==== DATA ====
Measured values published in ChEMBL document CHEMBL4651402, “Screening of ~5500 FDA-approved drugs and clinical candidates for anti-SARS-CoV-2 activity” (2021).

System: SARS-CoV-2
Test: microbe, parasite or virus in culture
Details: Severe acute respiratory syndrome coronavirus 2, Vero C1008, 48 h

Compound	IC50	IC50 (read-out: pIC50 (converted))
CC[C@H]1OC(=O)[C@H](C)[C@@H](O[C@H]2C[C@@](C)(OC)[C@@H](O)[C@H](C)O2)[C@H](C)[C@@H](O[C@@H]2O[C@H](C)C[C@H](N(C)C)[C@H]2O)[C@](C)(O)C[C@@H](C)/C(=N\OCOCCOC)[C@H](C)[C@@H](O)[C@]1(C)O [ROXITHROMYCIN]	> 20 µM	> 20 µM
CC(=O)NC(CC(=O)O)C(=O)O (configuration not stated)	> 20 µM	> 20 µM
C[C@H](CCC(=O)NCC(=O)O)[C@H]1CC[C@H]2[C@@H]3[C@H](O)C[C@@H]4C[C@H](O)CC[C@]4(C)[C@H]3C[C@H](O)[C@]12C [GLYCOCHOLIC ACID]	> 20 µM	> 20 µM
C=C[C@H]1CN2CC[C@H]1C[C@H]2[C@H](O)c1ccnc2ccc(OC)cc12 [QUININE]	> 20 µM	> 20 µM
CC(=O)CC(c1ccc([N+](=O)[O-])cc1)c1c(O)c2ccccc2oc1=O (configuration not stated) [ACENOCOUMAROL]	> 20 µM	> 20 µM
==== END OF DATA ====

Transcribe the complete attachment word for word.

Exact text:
Measured values published in ChEMBL document CHEMBL4651402, “Screening of ~5500 FDA-approved drugs and clinical candidates for anti-SARS-CoV-2 activity” (2021).

System: SARS-CoV-2
Test: microbe, parasite or virus in culture
Details: Severe acute respiratory syndrome coronavirus 2, Vero C1008, 48 h

Compound	IC50	IC50 (read-out: pIC50 (converted))
CC[C@H]1OC(=O)[C@H](C)[C@@H](O[C@H]2C[C@@](C)(OC)[C@@H](O)[C@H](C)O2)[C@H](C)[C@@H](O[C@@H]2O[C@H](C)C[C@H](N(C)C)[C@H]2O)[C@](C)(O)C[C@@H](C)/C(=N\OCOCCOC)[C@H](C)[C@@H](O)[C@]1(C)O [ROXITHROMYCIN]	> 20 µM	> 20 µM
CC(=O)NC(CC(=O)O)C(=O)O (configuration not stated)	> 20 µM	> 20 µM
C[C@H](CCC(=O)NCC(=O)O)[C@H]1CC[C@H]2[C@@H]3[C@H](O)C[C@@H]4C[C@H](O)CC[C@]4(C)[C@H]3C[C@H](O)[C@]12C [GLYCOCHOLIC ACID]	> 20 µM	> 20 µM
C=C[C@H]1CN2CC[C@H]1C[C@H]2[C@H](O)c1ccnc2ccc(OC)cc12 [QUININE]	> 20 µM	> 20 µM
CC(=O)CC(c1ccc([N+](=O)[O-])cc1)c1c(O)c2ccccc2oc1=O (configuration not stated) [ACENOCOUMAROL]	> 20 µM	> 20 µM